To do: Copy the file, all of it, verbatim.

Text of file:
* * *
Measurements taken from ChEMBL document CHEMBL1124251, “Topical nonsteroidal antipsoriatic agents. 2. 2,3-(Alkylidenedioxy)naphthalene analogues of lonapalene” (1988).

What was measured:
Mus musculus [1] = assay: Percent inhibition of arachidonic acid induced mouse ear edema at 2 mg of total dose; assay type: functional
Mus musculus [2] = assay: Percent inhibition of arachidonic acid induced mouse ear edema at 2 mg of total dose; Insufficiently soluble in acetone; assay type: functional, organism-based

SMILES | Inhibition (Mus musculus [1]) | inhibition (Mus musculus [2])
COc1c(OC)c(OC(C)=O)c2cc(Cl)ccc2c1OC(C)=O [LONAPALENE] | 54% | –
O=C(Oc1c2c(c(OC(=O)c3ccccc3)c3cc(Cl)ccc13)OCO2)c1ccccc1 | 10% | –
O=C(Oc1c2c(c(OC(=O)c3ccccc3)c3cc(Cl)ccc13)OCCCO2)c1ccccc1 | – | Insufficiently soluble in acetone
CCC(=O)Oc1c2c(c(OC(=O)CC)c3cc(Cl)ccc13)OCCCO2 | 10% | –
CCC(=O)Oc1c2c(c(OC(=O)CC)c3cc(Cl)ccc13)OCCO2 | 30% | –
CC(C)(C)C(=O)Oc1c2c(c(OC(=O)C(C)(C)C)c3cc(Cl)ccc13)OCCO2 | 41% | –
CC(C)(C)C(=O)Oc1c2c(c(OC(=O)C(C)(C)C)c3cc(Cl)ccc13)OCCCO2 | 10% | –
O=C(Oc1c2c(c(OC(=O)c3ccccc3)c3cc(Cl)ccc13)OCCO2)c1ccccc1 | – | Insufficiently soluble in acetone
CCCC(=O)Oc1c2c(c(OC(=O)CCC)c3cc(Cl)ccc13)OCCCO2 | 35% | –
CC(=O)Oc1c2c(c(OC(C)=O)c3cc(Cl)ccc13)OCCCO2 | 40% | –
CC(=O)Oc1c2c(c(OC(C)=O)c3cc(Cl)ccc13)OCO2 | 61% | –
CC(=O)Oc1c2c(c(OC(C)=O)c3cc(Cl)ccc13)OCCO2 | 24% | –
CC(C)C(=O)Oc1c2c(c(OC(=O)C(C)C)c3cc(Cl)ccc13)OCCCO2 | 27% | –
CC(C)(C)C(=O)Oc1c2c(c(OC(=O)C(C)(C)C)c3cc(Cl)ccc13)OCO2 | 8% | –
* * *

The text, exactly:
Measurements taken from ChEMBL document CHEMBL1124251, “Topical nonsteroidal antipsoriatic agents. 2. 2,3-(Alkylidenedioxy)naphthalene analogues of lonapalene” (1988).

What was measured:
Mus musculus [1] = assay: Percent inhibition of arachidonic acid induced mouse ear edema at 2 mg of total dose; assay type: functional
Mus musculus [2] = assay: Percent inhibition of arachidonic acid induced mouse ear edema at 2 mg of total dose; Insufficiently soluble in acetone; assay type: functional, organism-based

SMILES | Inhibition (Mus musculus [1]) | inhibition (Mus musculus [2])
COc1c(OC)c(OC(C)=O)c2cc(Cl)ccc2c1OC(C)=O [LONAPALENE] | 54% | –
O=C(Oc1c2c(c(OC(=O)c3ccccc3)c3cc(Cl)ccc13)OCO2)c1ccccc1 | 10% | –
O=C(Oc1c2c(c(OC(=O)c3ccccc3)c3cc(Cl)ccc13)OCCCO2)c1ccccc1 | – | Insufficiently soluble in acetone
CCC(=O)Oc1c2c(c(OC(=O)CC)c3cc(Cl)ccc13)OCCCO2 | 10% | –
CCC(=O)Oc1c2c(c(OC(=O)CC)c3cc(Cl)ccc13)OCCO2 | 30% | –
CC(C)(C)C(=O)Oc1c2c(c(OC(=O)C(C)(C)C)c3cc(Cl)ccc13)OCCO2 | 41% | –
CC(C)(C)C(=O)Oc1c2c(c(OC(=O)C(C)(C)C)c3cc(Cl)ccc13)OCCCO2 | 10% | –
O=C(Oc1c2c(c(OC(=O)c3ccccc3)c3cc(Cl)ccc13)OCCO2)c1ccccc1 | – | Insufficiently soluble in acetone
CCCC(=O)Oc1c2c(c(OC(=O)CCC)c3cc(Cl)ccc13)OCCCO2 | 35% | –
CC(=O)Oc1c2c(c(OC(C)=O)c3cc(Cl)ccc13)OCCCO2 | 40% | –
CC(=O)Oc1c2c(c(OC(C)=O)c3cc(Cl)ccc13)OCO2 | 61% | –
CC(=O)Oc1c2c(c(OC(C)=O)c3cc(Cl)ccc13)OCCO2 | 24% | –
CC(C)C(=O)Oc1c2c(c(OC(=O)C(C)C)c3cc(Cl)ccc13)OCCCO2 | 27% | –
CC(C)(C)C(=O)Oc1c2c(c(OC(=O)C(C)(C)C)c3cc(Cl)ccc13)OCO2 | 8% | –